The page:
Yes, this needs to be part of it. Kids are going to be out, and some may not be able to have someone come to school to pick up work. Hopefully, at this point in the year, you have an idea of the technology access your students have at home, but a quick poll can tell you—maybe a quick bell ringer! With this information, you can develop lessons and activities that they can access electronically. Many schools have access to google drive, Schoology, or Google Classrooms, so capitalize on that and begin adapting your lessons and activities to start teaching the students how to access this. Perhaps partnering with your school administration for a schoolwide adoption or working with your team or the technology instructor, if you have one, could help with this process. If technology is not an option, perhaps planning the unit in advance and copying it as a packet they carry with them back and forth could be a good alternative. Communication will be key as to the best way to keep them informed.
To maximize success, definitely make contact with your parents to let them know that it will be coming back and forth and a clear idea of what the expectations will be (i.e., what will be daily classroom or homework, what they should do in the event they are absent, due dates, where to find this information, how to contact you with questions in general or to help their child while they are out, etc.). I can hear your arguments as I write this—what if they lose it; what if they go home and work ahead and finish it early? Well, a master copy at school to work from can help with lost copies (laminated or in sheet protectors that can be wiped down and sanitized could be helpful) and sending a google drive copy of the packet to parents can help, as well. This could be an email, through a communication app you use, or even just having it in their google classroom and making sure the parents have been invited to access it, or create a parent classroom they can access materials or ask questions/get help if they are helping can be beneficial. And, if they happen to work ahead, they can use class time to review or complete an enrichment menu activity to reinforce the learning.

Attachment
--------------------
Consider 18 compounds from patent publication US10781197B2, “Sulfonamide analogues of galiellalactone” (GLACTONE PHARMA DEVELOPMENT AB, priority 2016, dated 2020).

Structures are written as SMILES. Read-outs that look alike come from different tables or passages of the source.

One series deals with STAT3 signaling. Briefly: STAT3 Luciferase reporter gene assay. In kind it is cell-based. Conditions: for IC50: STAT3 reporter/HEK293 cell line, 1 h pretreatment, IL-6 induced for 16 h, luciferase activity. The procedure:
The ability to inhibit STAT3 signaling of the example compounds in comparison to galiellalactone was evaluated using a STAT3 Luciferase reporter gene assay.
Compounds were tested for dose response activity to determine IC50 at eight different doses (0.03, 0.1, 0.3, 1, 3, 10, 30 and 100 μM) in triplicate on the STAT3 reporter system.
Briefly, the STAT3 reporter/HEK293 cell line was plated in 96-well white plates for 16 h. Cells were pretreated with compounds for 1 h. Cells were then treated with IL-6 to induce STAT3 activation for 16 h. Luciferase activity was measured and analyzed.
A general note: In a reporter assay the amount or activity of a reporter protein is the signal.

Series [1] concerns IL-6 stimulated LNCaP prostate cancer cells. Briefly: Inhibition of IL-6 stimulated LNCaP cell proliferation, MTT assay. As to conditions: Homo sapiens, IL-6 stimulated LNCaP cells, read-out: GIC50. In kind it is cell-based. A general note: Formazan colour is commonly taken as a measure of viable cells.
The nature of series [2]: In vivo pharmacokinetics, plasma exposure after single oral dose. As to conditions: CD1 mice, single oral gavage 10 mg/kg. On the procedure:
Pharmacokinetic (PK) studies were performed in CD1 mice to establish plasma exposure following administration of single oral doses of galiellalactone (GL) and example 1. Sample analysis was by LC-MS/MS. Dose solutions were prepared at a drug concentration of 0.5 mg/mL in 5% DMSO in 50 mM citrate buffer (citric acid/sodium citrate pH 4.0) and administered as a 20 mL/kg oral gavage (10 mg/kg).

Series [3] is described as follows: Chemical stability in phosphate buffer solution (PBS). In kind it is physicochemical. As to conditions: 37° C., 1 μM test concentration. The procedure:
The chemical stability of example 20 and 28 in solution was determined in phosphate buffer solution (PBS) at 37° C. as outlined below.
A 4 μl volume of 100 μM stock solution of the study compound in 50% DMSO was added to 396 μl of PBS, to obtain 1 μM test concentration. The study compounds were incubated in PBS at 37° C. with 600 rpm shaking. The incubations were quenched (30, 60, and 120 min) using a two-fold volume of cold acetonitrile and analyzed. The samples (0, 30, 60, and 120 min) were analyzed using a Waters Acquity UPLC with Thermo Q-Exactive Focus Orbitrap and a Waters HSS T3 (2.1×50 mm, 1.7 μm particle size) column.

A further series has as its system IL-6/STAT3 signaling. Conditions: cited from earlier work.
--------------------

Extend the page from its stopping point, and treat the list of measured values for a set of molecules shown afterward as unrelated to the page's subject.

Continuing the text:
Don’t be afraid to listen if the students want to talk about it—this could be a great chance to dispel rumors or fear, as well as educate them on facts. Keep yourself informed by following updates directly from the sources handling it, linked here—the Center for Disease Control – CDC, World Health Organization – WHO and your local health departments and school board (sorry, you’ll have to find that link on your own!). While local news media may be helpful, you are going to want to get the bigger picture that they may not be able to cover in a short segment or, sadly in these times, may not be as accurate or thorough as we need it to be.
It is always a good practice to be flexible and supportive to the learning needs for a successful learning environment, but as we navigate through this season, it will be even more important to do so with a positive and caring attitude. Be healthy, fellow educators!